Esma Fera ’24 recently represented her home country of Kosovo at a University-wide event, sharing her culture with the Charger community. A public broadcaster from the Balkan country picked up the story, sharing Fera’s experience at the University with its audience in Kosovo.
June 6, 2022
Esma Fera ’24, an international student from Kosovo, is passionate about sharing her culture with the University community. She represented her home country at a University-wide event this past semester, capturing the attention of a Kosovan broadcaster and making the news in her home country.
Fera was among the participants who shared their culture as part of the University’s annual International Festival (I-Fest). As part of the event, members of the University community create table displays with information, interactive presentations, and activities from their home country. While discussing their country and their culture, they serve food to and answer questions from visitors.
After several of her family and friends shared a social media post that she’d be representing Kosovo, a small country in southeast Europe with a population of just under two million, at I-Fest, a journalist from Radio Television of Kosovo, the public service broadcaster in the country, reached out to Fera. When asked to share her experience at I-Fest with the people of Kosovo, Fera was excited to oblige. Radio Television of Kosovo shared the story on its Facebook page.
“All the people of Kosovo were extremely happy to see my presentation, including the traditional clothes, food, and handmade table decorations, taking place for the first time at an American university,” said Fera, a biology major. “I was receiving consistently great messages and comments from everyone, which made me feel grateful that I had something special to share about the culture.”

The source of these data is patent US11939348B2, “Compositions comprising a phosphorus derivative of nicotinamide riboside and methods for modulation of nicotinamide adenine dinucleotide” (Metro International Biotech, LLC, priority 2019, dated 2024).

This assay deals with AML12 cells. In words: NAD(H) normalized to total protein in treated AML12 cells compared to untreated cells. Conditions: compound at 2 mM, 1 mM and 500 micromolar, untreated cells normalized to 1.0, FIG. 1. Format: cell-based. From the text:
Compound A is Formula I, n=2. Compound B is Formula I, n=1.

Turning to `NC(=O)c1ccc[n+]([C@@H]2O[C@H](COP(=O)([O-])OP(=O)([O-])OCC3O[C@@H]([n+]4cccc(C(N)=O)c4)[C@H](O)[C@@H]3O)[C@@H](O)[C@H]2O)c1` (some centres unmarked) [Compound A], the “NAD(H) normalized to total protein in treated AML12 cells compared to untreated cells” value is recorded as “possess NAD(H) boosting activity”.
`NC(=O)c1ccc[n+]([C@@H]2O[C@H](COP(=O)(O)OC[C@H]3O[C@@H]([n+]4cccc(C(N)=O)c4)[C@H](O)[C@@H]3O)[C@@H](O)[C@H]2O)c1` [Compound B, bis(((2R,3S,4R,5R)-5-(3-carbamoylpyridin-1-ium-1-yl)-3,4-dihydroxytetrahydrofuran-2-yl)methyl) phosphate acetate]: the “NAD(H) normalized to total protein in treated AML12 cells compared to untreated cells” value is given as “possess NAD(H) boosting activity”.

‘We belong in all cultures’
At I-Fest, Fera was at a table representing Albania and Kosovo, since, she says, they share a language and ethnicity. She and her fellow presenters displayed unique handmade decorations that reflected their culture’s values and included specific and significant symbols and colors. They served food prepared by a local Albanian restaurant, and Fera says the byrek – a filled pastry – was very popular with attendees.
Fera presented information about her culture to attendees, discussing Kosovo’s geography, language, traditions, diversity, and history. As part of I-Fest, students also shared their cultures through musical and dance performances.
“I had a great experience sharing my program proposal at I-Fest as well as representing the University of New Haven to my community in Kosovo,” she said. “It felt great to see that everyone was trying to bring the best to the public. The food and the diverse environment, surrounded by the music at I-Fest, made us feel that we are all the same and that we belong in all cultures.”
‘How rich our Charger community is’
Originally from a small town called Kamenica/Dardana, Fera says it is known to be “one of the most ecologically stable municipalities” in the country. She says hospitality is very important in Kosovo, as serving traditional food to guests is “always a must.” She’s grateful for the opportunity to share the cuisine – and so much more – as part of I-Fest.
“What I enjoyed most about being a part of I-Fest was seeing how rich our Charger community is becoming each day in terms of diversity and inclusion,” she said. “All the countries that were represented by many other international students were a reflection of their willingness to make everyone feel included and unique.”